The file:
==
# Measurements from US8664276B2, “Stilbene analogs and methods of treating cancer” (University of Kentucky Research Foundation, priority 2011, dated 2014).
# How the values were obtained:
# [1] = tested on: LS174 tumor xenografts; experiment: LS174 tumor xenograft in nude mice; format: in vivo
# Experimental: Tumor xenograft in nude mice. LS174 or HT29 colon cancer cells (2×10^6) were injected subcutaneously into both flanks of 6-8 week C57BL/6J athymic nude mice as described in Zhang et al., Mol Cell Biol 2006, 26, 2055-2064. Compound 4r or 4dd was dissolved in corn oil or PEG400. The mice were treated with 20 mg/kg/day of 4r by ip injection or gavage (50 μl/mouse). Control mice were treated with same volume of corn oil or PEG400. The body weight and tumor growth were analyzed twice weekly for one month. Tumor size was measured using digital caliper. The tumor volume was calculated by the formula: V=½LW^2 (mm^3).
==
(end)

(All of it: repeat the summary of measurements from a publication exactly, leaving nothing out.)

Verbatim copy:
# Measurements from US8664276B2, “Stilbene analogs and methods of treating cancer” (University of Kentucky Research Foundation, priority 2011, dated 2014).
# How the values were obtained:
# [1] = tested on: LS174 tumor xenografts; experiment: LS174 tumor xenograft in nude mice; format: in vivo
# Experimental: Tumor xenograft in nude mice. LS174 or HT29 colon cancer cells (2×10^6) were injected subcutaneously into both flanks of 6-8 week C57BL/6J athymic nude mice as described in Zhang et al., Mol Cell Biol 2006, 26, 2055-2064. Compound 4r or 4dd was dissolved in corn oil or PEG400. The mice were treated with 20 mg/kg/day of 4r by ip injection or gavage (50 μl/mouse). Control mice were treated with same volume of corn oil or PEG400. The body weight and tumor growth were analyzed twice weekly for one month. Tumor size was measured using digital caliper. The tumor volume was calculated by the formula: V=½LW^2 (mm^3).